Filters in PD

When starting with subtractive synthesis, filters are the first thing to look for. PD offers a couple of builtin filters but additional externals come with nice sounding implementations.


"User-Friendly" Filters

lop~, hip~ and bp~ are the basic non-resonant filters in PD. The PD Floss Manuals on filters give a nice introduction to these builtin one-pole filters. The PD help files also come with examples. Due to the lacking resonance, these filters are not the most interesting ones, musically. They are also called "user-friendly", since they can not become unstable.

With the example one-pole-filters.pd from the repository, different characteristics of the one-pole filters can be compared, using a band-limited sawtooth as input signal. Filter cutoff and quality are controlled with control rate signals:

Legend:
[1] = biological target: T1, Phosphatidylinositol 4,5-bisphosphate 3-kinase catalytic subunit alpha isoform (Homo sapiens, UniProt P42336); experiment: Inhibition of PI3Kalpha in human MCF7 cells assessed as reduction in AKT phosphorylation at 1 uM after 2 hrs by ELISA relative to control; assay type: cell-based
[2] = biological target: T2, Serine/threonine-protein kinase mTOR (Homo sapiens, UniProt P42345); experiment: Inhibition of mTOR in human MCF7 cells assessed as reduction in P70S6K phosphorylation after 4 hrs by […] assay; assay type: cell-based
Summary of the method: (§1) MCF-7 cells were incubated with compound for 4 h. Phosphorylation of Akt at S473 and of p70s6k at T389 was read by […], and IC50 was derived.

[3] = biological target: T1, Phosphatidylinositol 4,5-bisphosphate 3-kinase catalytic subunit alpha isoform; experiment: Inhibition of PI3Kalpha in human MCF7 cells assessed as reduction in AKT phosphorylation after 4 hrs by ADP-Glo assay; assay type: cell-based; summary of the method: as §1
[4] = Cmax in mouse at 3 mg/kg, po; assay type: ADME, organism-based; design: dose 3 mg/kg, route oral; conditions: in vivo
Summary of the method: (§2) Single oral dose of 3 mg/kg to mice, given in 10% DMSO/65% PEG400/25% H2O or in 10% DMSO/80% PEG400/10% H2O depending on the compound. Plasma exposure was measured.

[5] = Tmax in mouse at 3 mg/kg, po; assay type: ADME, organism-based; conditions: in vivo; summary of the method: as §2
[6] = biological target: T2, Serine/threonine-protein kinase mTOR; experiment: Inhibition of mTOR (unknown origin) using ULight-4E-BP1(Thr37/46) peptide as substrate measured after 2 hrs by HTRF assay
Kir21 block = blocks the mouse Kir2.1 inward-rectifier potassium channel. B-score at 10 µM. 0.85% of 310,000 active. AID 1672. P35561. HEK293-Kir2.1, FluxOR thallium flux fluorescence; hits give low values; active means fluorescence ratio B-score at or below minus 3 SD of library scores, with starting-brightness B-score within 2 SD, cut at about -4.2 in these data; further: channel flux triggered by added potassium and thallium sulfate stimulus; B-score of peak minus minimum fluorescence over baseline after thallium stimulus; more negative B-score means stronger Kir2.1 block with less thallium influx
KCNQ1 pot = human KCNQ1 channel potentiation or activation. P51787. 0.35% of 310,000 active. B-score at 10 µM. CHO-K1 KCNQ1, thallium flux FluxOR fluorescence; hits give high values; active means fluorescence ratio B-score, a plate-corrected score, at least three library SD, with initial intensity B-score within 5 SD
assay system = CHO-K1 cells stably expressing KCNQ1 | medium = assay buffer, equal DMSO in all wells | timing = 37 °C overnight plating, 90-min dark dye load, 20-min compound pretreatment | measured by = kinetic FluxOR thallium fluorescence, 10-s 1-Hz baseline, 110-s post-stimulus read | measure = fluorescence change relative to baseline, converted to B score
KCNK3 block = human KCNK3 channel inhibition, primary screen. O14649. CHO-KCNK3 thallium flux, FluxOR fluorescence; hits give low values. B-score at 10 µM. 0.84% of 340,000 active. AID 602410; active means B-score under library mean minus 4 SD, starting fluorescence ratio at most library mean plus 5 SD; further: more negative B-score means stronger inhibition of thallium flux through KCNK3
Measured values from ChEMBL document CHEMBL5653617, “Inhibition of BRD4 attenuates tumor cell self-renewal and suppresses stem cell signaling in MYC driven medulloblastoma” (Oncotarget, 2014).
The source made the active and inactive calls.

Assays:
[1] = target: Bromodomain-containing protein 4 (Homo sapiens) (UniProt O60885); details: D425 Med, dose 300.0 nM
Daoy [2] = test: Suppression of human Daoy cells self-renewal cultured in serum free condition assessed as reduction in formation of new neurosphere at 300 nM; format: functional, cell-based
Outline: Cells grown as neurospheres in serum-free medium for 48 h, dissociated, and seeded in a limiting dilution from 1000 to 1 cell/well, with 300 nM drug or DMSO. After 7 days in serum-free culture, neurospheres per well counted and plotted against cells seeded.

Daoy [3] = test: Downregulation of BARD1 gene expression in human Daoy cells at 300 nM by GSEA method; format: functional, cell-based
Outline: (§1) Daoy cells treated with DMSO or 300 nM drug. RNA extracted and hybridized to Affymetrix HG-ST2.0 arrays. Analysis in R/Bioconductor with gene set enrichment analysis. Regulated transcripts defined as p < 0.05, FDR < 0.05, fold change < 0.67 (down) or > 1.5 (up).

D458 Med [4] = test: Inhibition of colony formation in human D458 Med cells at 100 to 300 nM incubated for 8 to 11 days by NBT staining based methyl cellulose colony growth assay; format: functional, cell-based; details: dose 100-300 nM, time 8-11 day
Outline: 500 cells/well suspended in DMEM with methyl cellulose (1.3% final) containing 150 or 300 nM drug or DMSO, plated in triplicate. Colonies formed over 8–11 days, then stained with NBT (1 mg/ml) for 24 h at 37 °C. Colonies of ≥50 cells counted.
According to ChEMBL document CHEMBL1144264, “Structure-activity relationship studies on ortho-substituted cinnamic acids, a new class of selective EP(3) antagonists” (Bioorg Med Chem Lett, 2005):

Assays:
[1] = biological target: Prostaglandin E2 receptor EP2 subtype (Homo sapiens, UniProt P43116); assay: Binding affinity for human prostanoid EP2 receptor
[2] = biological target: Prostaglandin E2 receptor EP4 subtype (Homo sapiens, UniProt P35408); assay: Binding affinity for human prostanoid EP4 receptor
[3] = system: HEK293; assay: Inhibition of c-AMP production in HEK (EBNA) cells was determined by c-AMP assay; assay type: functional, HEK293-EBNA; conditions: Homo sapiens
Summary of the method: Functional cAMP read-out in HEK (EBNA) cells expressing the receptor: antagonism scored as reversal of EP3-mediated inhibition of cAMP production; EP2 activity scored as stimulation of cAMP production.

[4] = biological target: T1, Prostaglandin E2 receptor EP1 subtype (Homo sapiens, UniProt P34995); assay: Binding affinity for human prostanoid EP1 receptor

/images/Sound_Synthesis/subtractive/pd-one-pole-filters.png

Resonant Lowpass Filters

Additional filters can be installed with Deken. Filters and the relevant extensions can be found in the list of external filters . The iemlib, for example, features many useful resonant filters. One is the 8th order resonant lowpass vcf_lp8~. The moog~ filter object from the flatspace ggee library is another good sounding implementation, trying to emulate the Moog Ladder sound. The example resonant-lowpass.pd compares the sound of these filters with a square wave input. For both implementations, all parameters are controlled with audio rate signals. The slider values are thus converted to signals with the line~ object, which is basically a linear interpolation.

/images/Sound_Synthesis/subtractive/pd-resonant-lowpass.png

Exercises

Exercise I

Control the parameters of the resonant lowpass example with temporal envelopes.

Exercise II

Trigger the envelope with a metronome sequencer.

Exercise III

Create a square wave from the sawtooth and use it as input signal (http://write.flossmanuals.net/pure-data/square-waves/).



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